Compromise Bill Crafted to Address Md. Pit Bull Ruling

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File photo of a pit bull in a shelter. (Credit: Mario Tama/Getty Images)

File photo of a pit bull in a shelter. (Credit: Mario Tama/Getty Images)

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ANNAPOLIS, Md.— All Maryland dog owners would bear greater responsibility for dog bites — and landlords would have less — under a compromise measure introduced this week in the House to address a controversial ruling that pit bulls are an “inherently dangerous” breed.

Last year’s ruling by Maryland’s highest court made pit bull owners and landlords strictly liable for dog bites without previous evidence of a dog being dangerous. The court’s decision caused an outcry from pet owners and animal rights activists who said it focused on a single breed and made it harder for homeless pit bulls to be adopted.

Opponents also said the strict liability standard on landlords forced pet owners to choose between their pets and their homes.

Delegate Luiz R.S. Simmons, a Montgomery County Democrat, said the measure would restore the liability standard for landlords that existed before the ruling.

“We all believe that by doing that, we’ve taken away the incentive for landlords to get rid of tenants who have pit bulls or other dogs,” Simmons said.

In effect, the bill increases protections for bite victims by creating a presumption that a dog owner should know the pet presented a danger. An owner who becomes a defendant after a bite will have a chance in court to try to prove the dog was not dangerous.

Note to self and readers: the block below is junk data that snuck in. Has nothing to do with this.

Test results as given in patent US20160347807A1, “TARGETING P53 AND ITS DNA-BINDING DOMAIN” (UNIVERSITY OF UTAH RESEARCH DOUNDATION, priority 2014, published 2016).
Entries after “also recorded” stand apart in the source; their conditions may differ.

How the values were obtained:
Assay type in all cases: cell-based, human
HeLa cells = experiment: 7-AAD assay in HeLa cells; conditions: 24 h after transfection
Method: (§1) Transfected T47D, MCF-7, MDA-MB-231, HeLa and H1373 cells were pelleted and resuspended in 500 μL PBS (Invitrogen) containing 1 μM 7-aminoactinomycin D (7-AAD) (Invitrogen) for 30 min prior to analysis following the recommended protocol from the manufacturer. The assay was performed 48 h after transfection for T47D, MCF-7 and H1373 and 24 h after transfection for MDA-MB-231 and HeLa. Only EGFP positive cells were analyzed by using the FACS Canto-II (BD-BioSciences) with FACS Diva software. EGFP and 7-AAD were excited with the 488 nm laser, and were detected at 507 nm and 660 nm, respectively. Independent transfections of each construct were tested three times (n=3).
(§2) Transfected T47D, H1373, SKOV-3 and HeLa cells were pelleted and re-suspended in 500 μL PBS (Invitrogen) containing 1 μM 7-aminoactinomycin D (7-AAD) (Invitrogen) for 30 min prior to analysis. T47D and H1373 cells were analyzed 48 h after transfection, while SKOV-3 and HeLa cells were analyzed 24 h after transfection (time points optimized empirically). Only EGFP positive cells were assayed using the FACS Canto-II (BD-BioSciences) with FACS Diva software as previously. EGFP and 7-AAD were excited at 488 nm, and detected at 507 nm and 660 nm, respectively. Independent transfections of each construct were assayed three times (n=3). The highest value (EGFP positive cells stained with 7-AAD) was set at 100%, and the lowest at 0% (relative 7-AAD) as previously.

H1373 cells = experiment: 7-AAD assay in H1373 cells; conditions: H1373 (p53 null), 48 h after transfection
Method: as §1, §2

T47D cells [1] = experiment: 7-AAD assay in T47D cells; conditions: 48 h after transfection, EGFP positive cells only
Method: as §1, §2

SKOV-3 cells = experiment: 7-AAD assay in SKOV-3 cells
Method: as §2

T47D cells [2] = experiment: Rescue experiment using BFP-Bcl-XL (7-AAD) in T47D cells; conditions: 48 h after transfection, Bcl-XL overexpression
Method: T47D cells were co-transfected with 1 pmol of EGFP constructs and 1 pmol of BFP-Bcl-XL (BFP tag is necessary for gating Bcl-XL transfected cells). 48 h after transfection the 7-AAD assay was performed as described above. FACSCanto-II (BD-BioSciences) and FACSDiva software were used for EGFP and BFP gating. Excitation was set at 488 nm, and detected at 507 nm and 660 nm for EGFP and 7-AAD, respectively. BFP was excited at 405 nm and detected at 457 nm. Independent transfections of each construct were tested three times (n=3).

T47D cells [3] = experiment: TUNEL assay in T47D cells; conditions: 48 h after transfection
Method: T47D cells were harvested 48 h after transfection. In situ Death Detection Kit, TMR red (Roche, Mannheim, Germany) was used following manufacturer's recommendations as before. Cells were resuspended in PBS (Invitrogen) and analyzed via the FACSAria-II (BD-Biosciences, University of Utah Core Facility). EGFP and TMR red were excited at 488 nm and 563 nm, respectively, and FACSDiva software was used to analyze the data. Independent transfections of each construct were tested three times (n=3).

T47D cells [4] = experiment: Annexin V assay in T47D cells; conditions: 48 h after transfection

“So, in effect, most of these cases will now become questions for the jury,” Simmons said. “Plaintiffs will be able to get their case to the jury without having to go through a lot of rigmarole of trying to prove that an owner knew of the dog’s propensities, but the owner of the dog will still be able to defend himself or herself by presenting evidence that they didn’t know.”

Lawmakers tried to address the court decision in August during a short special session, which was called to expand gambling. However, differences between the House and Senate could not be settled at the time.

Sen. Brian Frosh, D-Montgomery, described the measure as a compromise.

“It really is right down the middle, and I think it’s a pretty good compromise and it looks like most of the interested parties like it as well,” Frosh said. “So, it’s fair to victims, it’s fair to landlords, and it’s fair to pet owners.”

The bill has been placed on a fast track in Annapolis. Delegate Joseph Vallario, D-Prince George’s, said a hearing is set for Jan. 30. The measure will be filed as emergency legislation, so it will immediately take effect if it passes the General Assembly and Gov. Martin O’Malley signs it.

Tami Santelli, the Maryland state director for the Humane Society of the United States, expressed her support for the bill.

“It’s going to provide a lot of relief to a lot of people, not to mention the dogs, so we’re really excited about this compromise,” Santelli said.

The Court of Appeals ruling last year was made in the case of Dominic Solesky, who was badly injured in a pit bull attack in Baltimore County in 2007 when he was 10.

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(© Copyright 2013 The Associated Press. All Rights Reserved. This material may not be published, broadcast, rewritten or redistributed.)

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